NEW YORK (Reuters Health) - Sexually active teenage girls infected around the time of birth with HIV, the virus that causes AIDS, are more likely to have cervical infections and abnormal Pap test results, new research shows.
Extensive research has examined the reproductive health outcomes among teenagers who acquire HIV infection through sex, senior investigator Dr. Susan B. Brogly of Harvard School of Public Health in Boston told Reuters.
In contrast, this is the largest cohort study, and the first to publish on rates of genital infections, cervical lesions, and pregnancy among girls who had been living with HIV since birth, she said.
Their results will be published in the June issue of the American Journal of Public Health.
The study involved a total of 638 girls infected with HIV during birth, and who were 13 to 21 years old when they entered a pediatric AIDS study between 2000 and 2005. Brogly and her co-investigators estimate that 174 of the girls were sexually active. More than three-quarters were receiving HIV medication.
Pelvic examinations revealed multiple cases of genital warts. Many of the HIV-infected teenage girls were found to have sexually transmitted diseases, including trichomoniasis, chlamydia, gonorrhea and syphilis.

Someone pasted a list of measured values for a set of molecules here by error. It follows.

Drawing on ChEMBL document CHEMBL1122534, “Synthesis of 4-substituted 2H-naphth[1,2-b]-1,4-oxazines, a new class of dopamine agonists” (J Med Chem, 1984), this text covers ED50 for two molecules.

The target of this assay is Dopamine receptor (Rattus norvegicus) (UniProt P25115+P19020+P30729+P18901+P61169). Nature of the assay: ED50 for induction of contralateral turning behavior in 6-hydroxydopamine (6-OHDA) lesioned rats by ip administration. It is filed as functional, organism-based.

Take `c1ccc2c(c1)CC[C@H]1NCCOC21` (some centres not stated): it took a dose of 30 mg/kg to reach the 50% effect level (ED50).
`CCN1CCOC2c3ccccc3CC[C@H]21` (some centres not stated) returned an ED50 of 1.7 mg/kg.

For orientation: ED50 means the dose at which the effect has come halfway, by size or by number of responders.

Of the 101 sexually active girls who had Pap tests, 30 (29.7 percent) had abnormal results at the first examination including lesions that have the potential to become cancerous called squamous intraepithelial lesions or SIL.
“We were surprised at the high rates of SIL that were observed,” Brogly said. “It is concerning to find such high rates in young adolescent girls.”
She and her colleagues were also taken aback by the finding that “pap smears were so infrequent among these girls identified as sexually active.”
Thirty-eight girls became pregnant for the first time while in the study. Seven were pregnant more than once, resulting in 32 pregnancies that ended with live births. Of these, only one newborn was known to be HIV-infected.
The rate of pregnancy is much lower in this cohort than among HIV-uninfected girls of similar ages in the US, the team reports. Brogly attributes the low pregnancy rates to the fact that “some of these girls have severely compromised health and serious illness, making it difficult to become pregnant.”
SOURCE: American Journal of Public Health, June 2007.